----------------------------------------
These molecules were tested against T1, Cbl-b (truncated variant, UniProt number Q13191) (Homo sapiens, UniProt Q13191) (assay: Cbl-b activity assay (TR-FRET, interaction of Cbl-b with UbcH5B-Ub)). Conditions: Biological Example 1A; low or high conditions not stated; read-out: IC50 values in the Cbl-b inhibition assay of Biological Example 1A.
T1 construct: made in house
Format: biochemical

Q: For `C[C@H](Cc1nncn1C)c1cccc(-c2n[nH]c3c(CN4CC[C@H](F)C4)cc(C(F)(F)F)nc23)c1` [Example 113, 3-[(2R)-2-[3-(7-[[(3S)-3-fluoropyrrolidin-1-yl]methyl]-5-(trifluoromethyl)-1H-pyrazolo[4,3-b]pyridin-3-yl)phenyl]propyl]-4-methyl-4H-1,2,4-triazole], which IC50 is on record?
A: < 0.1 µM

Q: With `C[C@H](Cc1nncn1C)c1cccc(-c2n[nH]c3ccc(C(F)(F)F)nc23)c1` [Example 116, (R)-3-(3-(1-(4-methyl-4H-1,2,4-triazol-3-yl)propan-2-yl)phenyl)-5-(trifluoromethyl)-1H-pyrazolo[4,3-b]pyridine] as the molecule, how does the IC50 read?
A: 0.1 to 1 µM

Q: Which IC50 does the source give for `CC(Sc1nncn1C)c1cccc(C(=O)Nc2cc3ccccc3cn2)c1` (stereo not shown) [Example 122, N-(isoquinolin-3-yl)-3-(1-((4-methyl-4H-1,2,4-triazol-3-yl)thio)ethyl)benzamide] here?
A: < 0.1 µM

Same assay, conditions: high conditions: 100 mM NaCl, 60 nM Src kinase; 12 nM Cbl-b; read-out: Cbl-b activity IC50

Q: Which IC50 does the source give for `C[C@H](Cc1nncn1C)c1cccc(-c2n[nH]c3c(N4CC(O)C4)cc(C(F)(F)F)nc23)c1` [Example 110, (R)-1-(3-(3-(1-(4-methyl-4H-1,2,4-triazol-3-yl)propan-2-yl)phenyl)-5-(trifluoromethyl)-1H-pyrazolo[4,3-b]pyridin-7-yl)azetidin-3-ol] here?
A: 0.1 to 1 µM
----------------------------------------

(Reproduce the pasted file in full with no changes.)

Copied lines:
These molecules were tested against T1, Cbl-b (truncated variant, UniProt number Q13191) (Homo sapiens, UniProt Q13191) (assay: Cbl-b activity assay (TR-FRET, interaction of Cbl-b with UbcH5B-Ub)). Conditions: Biological Example 1A; low or high conditions not stated; read-out: IC50 values in the Cbl-b inhibition assay of Biological Example 1A.
T1 construct: made in house
Format: biochemical

Q: For `C[C@H](Cc1nncn1C)c1cccc(-c2n[nH]c3c(CN4CC[C@H](F)C4)cc(C(F)(F)F)nc23)c1` [Example 113, 3-[(2R)-2-[3-(7-[[(3S)-3-fluoropyrrolidin-1-yl]methyl]-5-(trifluoromethyl)-1H-pyrazolo[4,3-b]pyridin-3-yl)phenyl]propyl]-4-methyl-4H-1,2,4-triazole], which IC50 is on record?
A: < 0.1 µM

Q: With `C[C@H](Cc1nncn1C)c1cccc(-c2n[nH]c3ccc(C(F)(F)F)nc23)c1` [Example 116, (R)-3-(3-(1-(4-methyl-4H-1,2,4-triazol-3-yl)propan-2-yl)phenyl)-5-(trifluoromethyl)-1H-pyrazolo[4,3-b]pyridine] as the molecule, how does the IC50 read?
A: 0.1 to 1 µM

Q: Which IC50 does the source give for `CC(Sc1nncn1C)c1cccc(C(=O)Nc2cc3ccccc3cn2)c1` (stereo not shown) [Example 122, N-(isoquinolin-3-yl)-3-(1-((4-methyl-4H-1,2,4-triazol-3-yl)thio)ethyl)benzamide] here?
A: < 0.1 µM

Same assay, conditions: high conditions: 100 mM NaCl, 60 nM Src kinase; 12 nM Cbl-b; read-out: Cbl-b activity IC50

Q: Which IC50 does the source give for `C[C@H](Cc1nncn1C)c1cccc(-c2n[nH]c3c(N4CC(O)C4)cc(C(F)(F)F)nc23)c1` [Example 110, (R)-1-(3-(3-(1-(4-methyl-4H-1,2,4-triazol-3-yl)propan-2-yl)phenyl)-5-(trifluoromethyl)-1H-pyrazolo[4,3-b]pyridin-7-yl)azetidin-3-ol] here?
A: 0.1 to 1 µM